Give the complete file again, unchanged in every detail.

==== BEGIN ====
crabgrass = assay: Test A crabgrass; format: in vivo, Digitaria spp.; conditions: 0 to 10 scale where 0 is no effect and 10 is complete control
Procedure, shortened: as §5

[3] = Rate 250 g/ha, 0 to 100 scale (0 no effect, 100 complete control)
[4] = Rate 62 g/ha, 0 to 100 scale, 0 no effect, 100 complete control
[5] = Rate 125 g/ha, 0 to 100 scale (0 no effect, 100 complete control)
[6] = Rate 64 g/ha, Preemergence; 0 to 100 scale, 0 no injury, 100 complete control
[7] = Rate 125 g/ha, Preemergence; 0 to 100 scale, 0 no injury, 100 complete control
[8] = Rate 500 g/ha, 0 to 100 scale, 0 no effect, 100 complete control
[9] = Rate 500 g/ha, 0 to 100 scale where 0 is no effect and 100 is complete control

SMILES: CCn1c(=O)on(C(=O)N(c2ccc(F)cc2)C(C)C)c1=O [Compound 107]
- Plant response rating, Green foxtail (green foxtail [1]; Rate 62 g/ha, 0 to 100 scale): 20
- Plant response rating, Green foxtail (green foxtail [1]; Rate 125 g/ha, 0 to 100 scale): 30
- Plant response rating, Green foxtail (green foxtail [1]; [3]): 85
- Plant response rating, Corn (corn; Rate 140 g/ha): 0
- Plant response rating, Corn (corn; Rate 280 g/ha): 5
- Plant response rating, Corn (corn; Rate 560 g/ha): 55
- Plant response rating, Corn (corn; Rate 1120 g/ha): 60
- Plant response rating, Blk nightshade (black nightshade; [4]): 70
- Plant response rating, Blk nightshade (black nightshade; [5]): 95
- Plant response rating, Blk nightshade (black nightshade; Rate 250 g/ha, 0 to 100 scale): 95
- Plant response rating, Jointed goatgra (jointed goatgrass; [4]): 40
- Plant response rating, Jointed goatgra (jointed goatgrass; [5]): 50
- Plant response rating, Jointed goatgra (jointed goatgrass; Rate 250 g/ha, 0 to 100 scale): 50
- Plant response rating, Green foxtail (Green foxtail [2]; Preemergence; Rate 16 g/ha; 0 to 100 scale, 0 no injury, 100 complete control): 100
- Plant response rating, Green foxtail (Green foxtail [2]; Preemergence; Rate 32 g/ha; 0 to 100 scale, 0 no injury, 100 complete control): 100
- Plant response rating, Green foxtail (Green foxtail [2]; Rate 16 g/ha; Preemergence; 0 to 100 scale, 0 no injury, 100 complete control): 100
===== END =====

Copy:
crabgrass = assay: Test A crabgrass; format: in vivo, Digitaria spp.; conditions: 0 to 10 scale where 0 is no effect and 10 is complete control
Procedure, shortened: as §5

[3] = Rate 250 g/ha, 0 to 100 scale (0 no effect, 100 complete control)
[4] = Rate 62 g/ha, 0 to 100 scale, 0 no effect, 100 complete control
[5] = Rate 125 g/ha, 0 to 100 scale (0 no effect, 100 complete control)
[6] = Rate 64 g/ha, Preemergence; 0 to 100 scale, 0 no injury, 100 complete control
[7] = Rate 125 g/ha, Preemergence; 0 to 100 scale, 0 no injury, 100 complete control
[8] = Rate 500 g/ha, 0 to 100 scale, 0 no effect, 100 complete control
[9] = Rate 500 g/ha, 0 to 100 scale where 0 is no effect and 100 is complete control

SMILES: CCn1c(=O)on(C(=O)N(c2ccc(F)cc2)C(C)C)c1=O [Compound 107]
- Plant response rating, Green foxtail (green foxtail [1]; Rate 62 g/ha, 0 to 100 scale): 20
- Plant response rating, Green foxtail (green foxtail [1]; Rate 125 g/ha, 0 to 100 scale): 30
- Plant response rating, Green foxtail (green foxtail [1]; [3]): 85
- Plant response rating, Corn (corn; Rate 140 g/ha): 0
- Plant response rating, Corn (corn; Rate 280 g/ha): 5
- Plant response rating, Corn (corn; Rate 560 g/ha): 55
- Plant response rating, Corn (corn; Rate 1120 g/ha): 60
- Plant response rating, Blk nightshade (black nightshade; [4]): 70
- Plant response rating, Blk nightshade (black nightshade; [5]): 95
- Plant response rating, Blk nightshade (black nightshade; Rate 250 g/ha, 0 to 100 scale): 95
- Plant response rating, Jointed goatgra (jointed goatgrass; [4]): 40
- Plant response rating, Jointed goatgra (jointed goatgrass; [5]): 50
- Plant response rating, Jointed goatgra (jointed goatgrass; Rate 250 g/ha, 0 to 100 scale): 50
- Plant response rating, Green foxtail (Green foxtail [2]; Preemergence; Rate 16 g/ha; 0 to 100 scale, 0 no injury, 100 complete control): 100
- Plant response rating, Green foxtail (Green foxtail [2]; Preemergence; Rate 32 g/ha; 0 to 100 scale, 0 no injury, 100 complete control): 100
- Plant response rating, Green foxtail (Green foxtail [2]; Rate 16 g/ha; Preemergence; 0 to 100 scale, 0 no injury, 100 complete control): 100